Matt Plush (front) and Brad Nelson test out the trails a week before the 2017 Mussels in the Kettles ride. Each year, the Whidbey Island Bicycle Club pre-stages and sets up the trails to prepare for the annual rides. (Photo provided)

Matt Plush (front) and Brad Nelson test out the trails a week before the 2017 Mussels in the Kettles ride. Each year, the Whidbey Island Bicycle Club pre-stages and sets up the trails to prepare for the annual rides. (Photo provided)

Plan for a wheel good time

Bicycle rides Musselfest weekend are fundraisers for Whidbey Island Bicycle Club

Coupeville’s Musselfest is a weekend to savor the tasty mollusks. It’s also a time for exercise and friendly competition.

The Whidbey Island Bicycle Club is hosting two bike ride events for those wanting to do more than feast on mussels this weekend.

The “Mussels in the Kettles” bike ride is 10 a.m. to 1 p.m. Saturday, March 2 and the “Cookin’ in the Kettles” race is Sunday, March 3.

Mussels in the Kettles is a mountain bike ride that starts and ends at the Coupeville High School, runs along the Kettles trail and through the Fort Ebey and Kettles trail network. The Cookin’ in the Kettles race begins and ends at Fort Ebey.

Matt Plush, president of the club, said he expects about 300 people on Saturday and about 200 Sunday.

Already, 167 people were registered by Monday for the Mussels in the Kettles ride, he said.

“Every year (the number of participants) has gone up a little bit,” he said.

Mussels in the Kettles is also a “poker ride.” Riders collect cards along the trail and, at the end of the race, reveal their poker hand for a chance to win prizes.

If your hand isn’t so great, don’t fret: all participants receive a pair of socks and a token that can be redeemed for either an alcoholic beverage or an ice cream bar at Musselfest.

The event is family-oriented, Plush said, and the different levels of trail difficulty make it appropriate for all ages to participate.

The Easy/Green route is about 10 miles long, the Moderate/Blue about 12 miles, and the Expert/Black ride is for high-level bikers and is more than 15 miles.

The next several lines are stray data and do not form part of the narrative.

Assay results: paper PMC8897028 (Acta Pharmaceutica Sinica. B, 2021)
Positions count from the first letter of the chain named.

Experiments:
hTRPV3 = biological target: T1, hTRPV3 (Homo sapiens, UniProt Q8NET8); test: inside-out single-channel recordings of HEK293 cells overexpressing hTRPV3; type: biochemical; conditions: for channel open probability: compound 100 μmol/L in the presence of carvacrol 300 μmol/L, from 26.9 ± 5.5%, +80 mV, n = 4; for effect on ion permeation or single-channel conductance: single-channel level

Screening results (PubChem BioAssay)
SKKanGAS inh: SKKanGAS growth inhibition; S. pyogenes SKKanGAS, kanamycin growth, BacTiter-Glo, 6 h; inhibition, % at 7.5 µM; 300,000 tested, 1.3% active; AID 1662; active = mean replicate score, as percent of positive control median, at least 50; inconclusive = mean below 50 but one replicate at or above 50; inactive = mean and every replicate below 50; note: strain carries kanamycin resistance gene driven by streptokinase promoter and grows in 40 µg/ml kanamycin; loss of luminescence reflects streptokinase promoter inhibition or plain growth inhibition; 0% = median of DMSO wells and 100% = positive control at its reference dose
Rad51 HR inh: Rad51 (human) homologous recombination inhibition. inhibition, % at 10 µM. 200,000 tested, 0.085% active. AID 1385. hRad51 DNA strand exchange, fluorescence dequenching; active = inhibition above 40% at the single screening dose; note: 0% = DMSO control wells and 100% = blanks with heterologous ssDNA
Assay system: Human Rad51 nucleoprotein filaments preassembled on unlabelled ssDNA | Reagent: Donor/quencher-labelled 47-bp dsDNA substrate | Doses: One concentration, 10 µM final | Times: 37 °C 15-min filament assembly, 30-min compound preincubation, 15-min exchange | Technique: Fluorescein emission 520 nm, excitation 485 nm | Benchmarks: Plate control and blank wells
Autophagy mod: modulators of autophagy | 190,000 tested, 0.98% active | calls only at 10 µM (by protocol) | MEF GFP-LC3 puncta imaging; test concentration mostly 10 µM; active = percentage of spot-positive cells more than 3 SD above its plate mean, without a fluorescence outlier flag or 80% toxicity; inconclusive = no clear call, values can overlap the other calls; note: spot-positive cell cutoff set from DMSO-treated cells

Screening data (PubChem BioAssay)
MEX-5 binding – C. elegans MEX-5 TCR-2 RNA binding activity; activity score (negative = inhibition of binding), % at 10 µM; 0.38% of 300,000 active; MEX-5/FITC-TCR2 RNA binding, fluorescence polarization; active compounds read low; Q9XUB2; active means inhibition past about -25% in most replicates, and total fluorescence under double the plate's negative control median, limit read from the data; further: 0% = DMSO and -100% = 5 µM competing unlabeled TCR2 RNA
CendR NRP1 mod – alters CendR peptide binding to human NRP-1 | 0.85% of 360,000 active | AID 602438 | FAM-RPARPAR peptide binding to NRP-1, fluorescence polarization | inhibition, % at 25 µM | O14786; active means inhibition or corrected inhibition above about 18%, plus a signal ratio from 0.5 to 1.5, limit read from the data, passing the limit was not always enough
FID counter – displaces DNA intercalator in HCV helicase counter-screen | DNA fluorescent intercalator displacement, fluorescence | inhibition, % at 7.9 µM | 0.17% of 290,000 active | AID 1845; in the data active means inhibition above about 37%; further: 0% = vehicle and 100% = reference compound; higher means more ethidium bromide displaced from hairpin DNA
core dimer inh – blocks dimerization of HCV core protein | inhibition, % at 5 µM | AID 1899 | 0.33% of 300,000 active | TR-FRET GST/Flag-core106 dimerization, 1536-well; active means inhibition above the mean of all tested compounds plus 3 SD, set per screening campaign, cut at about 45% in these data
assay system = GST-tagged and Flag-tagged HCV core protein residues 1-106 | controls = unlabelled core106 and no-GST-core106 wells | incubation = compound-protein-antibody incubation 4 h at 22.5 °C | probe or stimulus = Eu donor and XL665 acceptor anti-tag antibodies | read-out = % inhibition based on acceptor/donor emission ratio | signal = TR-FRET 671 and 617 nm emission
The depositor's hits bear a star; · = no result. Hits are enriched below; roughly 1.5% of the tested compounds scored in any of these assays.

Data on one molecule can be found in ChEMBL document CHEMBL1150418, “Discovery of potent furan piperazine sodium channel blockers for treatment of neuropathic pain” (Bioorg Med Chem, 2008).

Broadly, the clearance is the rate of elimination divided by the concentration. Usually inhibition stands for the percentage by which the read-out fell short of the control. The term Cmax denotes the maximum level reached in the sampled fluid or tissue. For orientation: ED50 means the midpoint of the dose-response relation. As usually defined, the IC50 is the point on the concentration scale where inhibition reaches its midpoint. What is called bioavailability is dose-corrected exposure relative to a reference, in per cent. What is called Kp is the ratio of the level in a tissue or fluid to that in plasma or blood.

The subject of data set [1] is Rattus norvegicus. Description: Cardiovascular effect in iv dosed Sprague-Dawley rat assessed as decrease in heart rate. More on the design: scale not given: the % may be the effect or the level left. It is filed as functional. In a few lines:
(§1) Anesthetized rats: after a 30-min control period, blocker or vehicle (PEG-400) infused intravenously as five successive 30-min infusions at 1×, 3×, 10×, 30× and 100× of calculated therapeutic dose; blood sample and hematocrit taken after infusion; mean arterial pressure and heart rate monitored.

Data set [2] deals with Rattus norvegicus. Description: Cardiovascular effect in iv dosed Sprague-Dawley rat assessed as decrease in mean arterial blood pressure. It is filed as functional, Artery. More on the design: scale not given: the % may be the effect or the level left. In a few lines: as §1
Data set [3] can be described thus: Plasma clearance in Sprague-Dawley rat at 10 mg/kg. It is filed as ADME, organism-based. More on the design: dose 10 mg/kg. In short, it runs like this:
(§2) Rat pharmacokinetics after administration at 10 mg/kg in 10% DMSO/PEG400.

The Mussels in the Kettles event can have the whole family working out together because “the green route is really pretty easy.”

Participants don’t need a big fancy bike to ride, he said. An entry-level bike works fine.

“I really don’t care what people ride,” he said, “as long as you don’t ride the wrong way (on the trail).”

The club, which has about 100 members, works to get the trails ready for the yearly event.

In the near decade that the bicycle club has held the Mussels in the Kettles ride, there’s never been rain during the event, Plush said.

Knock on wood.

“We’ve had that perfect Whidbey Island rain shadow,” he said.

As for the trails, they seem to be in good shape, even on the dry side, considering how damp and snowy February was, he said. Nor is it expected to be windy this weekend, which could pose hazards to bikers.

The event is the only fundraiser the club has, Plush said.

“That money goes right back into the trails on the island,” he said.

The Cookin’ in the Kettles race Sunday draws riders from all over, Plush said. The race is coordinated with the Auburn-based BuDu Racing company.

“The majority of people we get are (from) off the island,” he said — typically ranging from 20 to 30 on-island participants.

Cost to participate in the Mussels in the Kettles ride is $30 for an individual, $45 for a family of four. On race day, cost is $40 per person.

The Cookin’ in the Kettles race costs adults $33 online, or $40 on race day, with a discount for those under 18.

• For information, visit To register for the Cookin’ in the Kettles race, visit

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